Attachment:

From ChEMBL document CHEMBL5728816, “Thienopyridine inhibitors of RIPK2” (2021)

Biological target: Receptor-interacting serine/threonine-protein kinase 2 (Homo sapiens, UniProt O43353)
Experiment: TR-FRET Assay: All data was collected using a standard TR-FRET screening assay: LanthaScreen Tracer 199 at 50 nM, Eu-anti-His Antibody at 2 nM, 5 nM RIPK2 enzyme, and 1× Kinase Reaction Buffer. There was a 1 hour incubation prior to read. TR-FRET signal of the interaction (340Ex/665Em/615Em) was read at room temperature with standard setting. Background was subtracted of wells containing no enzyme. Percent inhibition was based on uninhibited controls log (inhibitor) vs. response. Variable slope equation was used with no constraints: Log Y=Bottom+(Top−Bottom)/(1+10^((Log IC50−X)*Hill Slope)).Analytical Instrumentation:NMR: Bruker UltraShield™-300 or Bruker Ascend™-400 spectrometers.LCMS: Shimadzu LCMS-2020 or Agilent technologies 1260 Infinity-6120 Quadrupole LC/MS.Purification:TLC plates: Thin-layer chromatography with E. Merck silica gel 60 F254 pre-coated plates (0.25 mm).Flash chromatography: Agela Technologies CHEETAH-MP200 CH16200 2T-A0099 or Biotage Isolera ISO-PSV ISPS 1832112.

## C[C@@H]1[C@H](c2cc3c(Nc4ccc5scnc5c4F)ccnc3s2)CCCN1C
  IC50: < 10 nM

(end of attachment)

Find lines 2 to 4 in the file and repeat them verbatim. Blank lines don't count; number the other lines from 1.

Biological target: Receptor-interacting serine/threonine-protein kinase 2 (Homo sapiens, UniProt O43353)
Experiment: TR-FRET Assay: All data was collected using a standard TR-FRET screening assay: LanthaScreen Tracer 199 at 50 nM, Eu-anti-His Antibody at 2 nM, 5 nM RIPK2 enzyme, and 1× Kinase Reaction Buffer. There was a 1 hour incubation prior to read. TR-FRET signal of the interaction (340Ex/665Em/615Em) was read at room temperature with standard setting. Background was subtracted of wells containing no enzyme. Percent inhibition was based on uninhibited controls log (inhibitor) vs. response. Variable slope equation was used with no constraints: Log Y=Bottom+(Top−Bottom)/(1+10^((Log IC50−X)*Hill Slope)).Analytical Instrumentation:NMR: Bruker UltraShield™-300 or Bruker Ascend™-400 spectrometers.LCMS: Shimadzu LCMS-2020 or Agilent technologies 1260 Infinity-6120 Quadrupole LC/MS.Purification:TLC plates: Thin-layer chromatography with E. Merck silica gel 60 F254 pre-coated plates (0.25 mm).Flash chromatography: Agela Technologies CHEETAH-MP200 CH16200 2T-A0099 or Biotage Isolera ISO-PSV ISPS 1832112.

## C[C@@H]1[C@H](c2cc3c(Nc4ccc5scnc5c4F)ccnc3s2)CCCN1C